Government has failed to complete more than 400 construction projects and continues to lose millions of dollars as material at the sites gets damaged or vandalised, a Cabinet minister has said.
Public Works Minister Gabbuza Joel Gabuza said the contractor would levy an additional cost to the Government on resumption of the project to recover material such as cement and other equipment lost.
He said some of the projects would lie idle even in circumstances where the project would be 95 percent complete.
The Minister said this on Monday while giving oral evidence before a Parliamentary Portfolio Committee on Public Works.
"We have about 400 projects at various stages of completion. Some of the projects have been idle for the past 15 years. Material gets damaged. Some of the projects like Nkayi registry needs as little as US$5 000. At Mwenezi registry we just need a door and a ceiling to be put in place before completion," he said.
As an intervention measure, said Minister Gabuza, no new projects would be undertaken. He said Government would prioritise projects that required little money for completion.
Minister Gabuza said people were sent to project areas when there was no funding. He said there was a need for Treasury to directly allocate money for construction to his ministry.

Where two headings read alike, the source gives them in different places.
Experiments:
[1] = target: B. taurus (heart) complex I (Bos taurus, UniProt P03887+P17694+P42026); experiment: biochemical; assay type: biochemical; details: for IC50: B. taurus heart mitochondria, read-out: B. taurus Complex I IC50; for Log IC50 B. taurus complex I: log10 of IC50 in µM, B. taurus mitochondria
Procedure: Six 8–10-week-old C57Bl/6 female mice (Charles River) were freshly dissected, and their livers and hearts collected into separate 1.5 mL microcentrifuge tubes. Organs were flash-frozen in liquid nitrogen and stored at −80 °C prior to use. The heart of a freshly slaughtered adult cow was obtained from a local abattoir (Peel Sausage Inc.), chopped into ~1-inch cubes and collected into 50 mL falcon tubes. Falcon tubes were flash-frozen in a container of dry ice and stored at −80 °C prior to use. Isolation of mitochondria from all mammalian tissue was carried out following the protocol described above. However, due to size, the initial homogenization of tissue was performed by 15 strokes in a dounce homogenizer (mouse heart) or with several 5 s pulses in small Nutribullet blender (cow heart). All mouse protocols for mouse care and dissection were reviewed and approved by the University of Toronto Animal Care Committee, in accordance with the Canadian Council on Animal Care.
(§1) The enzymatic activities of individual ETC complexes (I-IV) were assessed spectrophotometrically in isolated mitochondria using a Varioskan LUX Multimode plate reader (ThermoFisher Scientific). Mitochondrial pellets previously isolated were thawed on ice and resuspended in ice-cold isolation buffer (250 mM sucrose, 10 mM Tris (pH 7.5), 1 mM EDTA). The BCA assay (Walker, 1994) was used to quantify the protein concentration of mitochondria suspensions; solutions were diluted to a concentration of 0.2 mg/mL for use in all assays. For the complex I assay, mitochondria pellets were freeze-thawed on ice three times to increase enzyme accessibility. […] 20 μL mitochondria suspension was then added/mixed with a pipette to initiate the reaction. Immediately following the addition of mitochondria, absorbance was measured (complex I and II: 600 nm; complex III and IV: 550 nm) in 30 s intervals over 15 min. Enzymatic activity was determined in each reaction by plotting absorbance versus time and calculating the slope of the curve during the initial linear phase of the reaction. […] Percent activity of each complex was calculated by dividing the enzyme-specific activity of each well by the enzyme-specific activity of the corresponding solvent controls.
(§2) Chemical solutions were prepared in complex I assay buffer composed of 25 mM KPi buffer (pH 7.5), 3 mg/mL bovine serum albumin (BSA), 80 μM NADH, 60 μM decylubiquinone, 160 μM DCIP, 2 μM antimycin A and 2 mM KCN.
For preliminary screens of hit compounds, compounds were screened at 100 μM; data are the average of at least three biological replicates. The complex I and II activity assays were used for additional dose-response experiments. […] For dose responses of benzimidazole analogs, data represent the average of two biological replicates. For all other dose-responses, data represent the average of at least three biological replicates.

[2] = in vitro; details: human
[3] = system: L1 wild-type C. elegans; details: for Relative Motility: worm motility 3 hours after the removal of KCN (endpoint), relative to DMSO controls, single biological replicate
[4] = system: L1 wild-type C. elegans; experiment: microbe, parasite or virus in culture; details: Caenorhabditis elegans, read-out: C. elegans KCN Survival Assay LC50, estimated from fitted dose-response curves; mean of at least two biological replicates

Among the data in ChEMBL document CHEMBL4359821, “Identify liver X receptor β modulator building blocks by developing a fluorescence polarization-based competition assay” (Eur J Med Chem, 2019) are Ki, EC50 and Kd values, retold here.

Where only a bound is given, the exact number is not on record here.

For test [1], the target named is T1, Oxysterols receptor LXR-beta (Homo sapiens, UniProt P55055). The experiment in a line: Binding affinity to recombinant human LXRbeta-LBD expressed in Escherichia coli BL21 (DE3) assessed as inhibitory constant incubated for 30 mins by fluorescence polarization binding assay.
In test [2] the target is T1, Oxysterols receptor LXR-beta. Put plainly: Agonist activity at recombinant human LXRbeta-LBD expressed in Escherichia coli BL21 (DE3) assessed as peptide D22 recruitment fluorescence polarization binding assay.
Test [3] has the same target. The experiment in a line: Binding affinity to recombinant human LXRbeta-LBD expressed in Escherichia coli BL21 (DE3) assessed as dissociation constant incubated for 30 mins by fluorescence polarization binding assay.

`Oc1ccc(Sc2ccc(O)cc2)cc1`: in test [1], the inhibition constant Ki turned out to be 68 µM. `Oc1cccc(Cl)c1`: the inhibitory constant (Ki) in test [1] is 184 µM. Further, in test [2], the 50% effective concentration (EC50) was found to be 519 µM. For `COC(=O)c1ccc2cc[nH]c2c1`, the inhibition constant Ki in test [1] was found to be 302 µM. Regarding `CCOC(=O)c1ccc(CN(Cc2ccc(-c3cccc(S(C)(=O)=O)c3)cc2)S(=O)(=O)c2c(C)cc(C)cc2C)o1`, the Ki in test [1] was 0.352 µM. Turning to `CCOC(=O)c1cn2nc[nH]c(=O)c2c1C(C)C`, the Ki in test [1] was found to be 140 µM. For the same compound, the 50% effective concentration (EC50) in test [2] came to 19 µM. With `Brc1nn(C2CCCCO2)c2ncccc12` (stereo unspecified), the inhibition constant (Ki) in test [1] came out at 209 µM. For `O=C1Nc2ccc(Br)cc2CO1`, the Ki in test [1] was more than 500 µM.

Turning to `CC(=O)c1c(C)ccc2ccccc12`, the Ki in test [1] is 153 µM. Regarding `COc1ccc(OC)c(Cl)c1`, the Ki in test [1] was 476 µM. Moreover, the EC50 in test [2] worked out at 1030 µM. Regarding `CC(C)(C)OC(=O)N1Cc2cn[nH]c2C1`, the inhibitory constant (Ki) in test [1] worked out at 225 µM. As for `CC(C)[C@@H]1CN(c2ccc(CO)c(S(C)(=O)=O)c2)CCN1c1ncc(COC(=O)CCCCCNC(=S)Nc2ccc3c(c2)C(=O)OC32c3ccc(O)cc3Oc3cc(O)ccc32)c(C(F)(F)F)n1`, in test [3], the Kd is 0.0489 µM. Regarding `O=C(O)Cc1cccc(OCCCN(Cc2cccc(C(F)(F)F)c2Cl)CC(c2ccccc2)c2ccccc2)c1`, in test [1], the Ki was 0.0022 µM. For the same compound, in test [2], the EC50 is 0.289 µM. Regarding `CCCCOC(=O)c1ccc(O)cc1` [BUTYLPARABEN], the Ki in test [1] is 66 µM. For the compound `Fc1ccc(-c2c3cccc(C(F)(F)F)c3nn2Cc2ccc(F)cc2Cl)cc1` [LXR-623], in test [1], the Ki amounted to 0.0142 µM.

The minister said line ministries had in the past bought wrong material for given projects.
Minister Gabuza bemoaned poor conditions of service saying engineers and other professionals were leaving.
"An electric engineer's starting salary would be around US$4 000 at Zesa but in Government he earns around US$300," he said.
The Minister said Government spent more than US$400 000 in renting buildings.
He said the money could be used to build offices.
On Quality International Hotel that Government bought for Parliament, Minister Gabuza said nothing had been done to spruce up the hotel.
He said Parliament indicated that they wanted to appoint their project manager to work with the Ministry of Public Works.
Minister Gabuza said he was not aware of the new Parliament building in Mount Hampden.
He said he had only read about it in the media.
He, however, said the new building should be designed by Zimbabweans who had an appreciation of the country's history and culture.